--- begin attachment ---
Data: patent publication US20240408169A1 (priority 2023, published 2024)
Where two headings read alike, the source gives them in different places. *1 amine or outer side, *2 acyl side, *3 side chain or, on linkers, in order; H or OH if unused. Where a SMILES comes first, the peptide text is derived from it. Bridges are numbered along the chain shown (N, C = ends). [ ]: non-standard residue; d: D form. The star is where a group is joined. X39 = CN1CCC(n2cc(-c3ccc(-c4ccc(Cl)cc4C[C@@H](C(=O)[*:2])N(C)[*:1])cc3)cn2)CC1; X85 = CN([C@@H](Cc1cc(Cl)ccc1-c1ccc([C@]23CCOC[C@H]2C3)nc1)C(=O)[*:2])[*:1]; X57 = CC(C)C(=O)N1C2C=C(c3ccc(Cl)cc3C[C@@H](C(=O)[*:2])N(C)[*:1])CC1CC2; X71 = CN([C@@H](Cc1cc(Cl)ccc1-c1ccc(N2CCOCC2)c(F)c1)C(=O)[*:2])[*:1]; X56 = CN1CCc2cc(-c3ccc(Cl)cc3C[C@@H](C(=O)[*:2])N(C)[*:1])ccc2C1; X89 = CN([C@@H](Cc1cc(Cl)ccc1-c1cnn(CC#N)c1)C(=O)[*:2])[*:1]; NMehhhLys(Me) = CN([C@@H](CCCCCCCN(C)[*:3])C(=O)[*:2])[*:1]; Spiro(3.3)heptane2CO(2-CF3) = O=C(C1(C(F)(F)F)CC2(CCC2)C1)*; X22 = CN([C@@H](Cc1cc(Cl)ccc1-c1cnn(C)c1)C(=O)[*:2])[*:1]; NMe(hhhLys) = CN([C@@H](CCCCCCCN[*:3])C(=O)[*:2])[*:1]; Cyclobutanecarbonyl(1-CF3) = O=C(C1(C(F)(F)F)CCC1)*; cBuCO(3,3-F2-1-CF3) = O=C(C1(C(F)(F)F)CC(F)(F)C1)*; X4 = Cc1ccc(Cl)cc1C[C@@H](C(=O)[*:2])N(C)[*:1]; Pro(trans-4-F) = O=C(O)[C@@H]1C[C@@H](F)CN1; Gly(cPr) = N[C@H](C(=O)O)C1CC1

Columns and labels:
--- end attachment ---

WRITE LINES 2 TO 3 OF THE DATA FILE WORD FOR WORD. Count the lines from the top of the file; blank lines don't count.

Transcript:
Where two headings read alike, the source gives them in different places. *1 amine or outer side, *2 acyl side, *3 side chain or, on linkers, in order; H or OH if unused. Where a SMILES comes first, the peptide text is derived from it. Bridges are numbered along the chain shown (N, C = ends). [ ]: non-standard residue; d: D form. The star is where a group is joined. X39 = CN1CCC(n2cc(-c3ccc(-c4ccc(Cl)cc4C[C@@H](C(=O)[*:2])N(C)[*:1])cc3)cn2)CC1; X85 = CN([C@@H](Cc1cc(Cl)ccc1-c1ccc([C@]23CCOC[C@H]2C3)nc1)C(=O)[*:2])[*:1]; X57 = CC(C)C(=O)N1C2C=C(c3ccc(Cl)cc3C[C@@H](C(=O)[*:2])N(C)[*:1])CC1CC2; X71 = CN([C@@H](Cc1cc(Cl)ccc1-c1ccc(N2CCOCC2)c(F)c1)C(=O)[*:2])[*:1]; X56 = CN1CCc2cc(-c3ccc(Cl)cc3C[C@@H](C(=O)[*:2])N(C)[*:1])ccc2C1; X89 = CN([C@@H](Cc1cc(Cl)ccc1-c1cnn(CC#N)c1)C(=O)[*:2])[*:1]; NMehhhLys(Me) = CN([C@@H](CCCCCCCN(C)[*:3])C(=O)[*:2])[*:1]; Spiro(3.3)heptane2CO(2-CF3) = O=C(C1(C(F)(F)F)CC2(CCC2)C1)*; X22 = CN([C@@H](Cc1cc(Cl)ccc1-c1cnn(C)c1)C(=O)[*:2])[*:1]; NMe(hhhLys) = CN([C@@H](CCCCCCCN[*:3])C(=O)[*:2])[*:1]; Cyclobutanecarbonyl(1-CF3) = O=C(C1(C(F)(F)F)CCC1)*; cBuCO(3,3-F2-1-CF3) = O=C(C1(C(F)(F)F)CC(F)(F)C1)*; X4 = Cc1ccc(Cl)cc1C[C@@H](C(=O)[*:2])N(C)[*:1]; Pro(trans-4-F) = O=C(O)[C@@H]1C[C@@H](F)CN1; Gly(cPr) = N[C@H](C(=O)O)C1CC1

Columns and labels: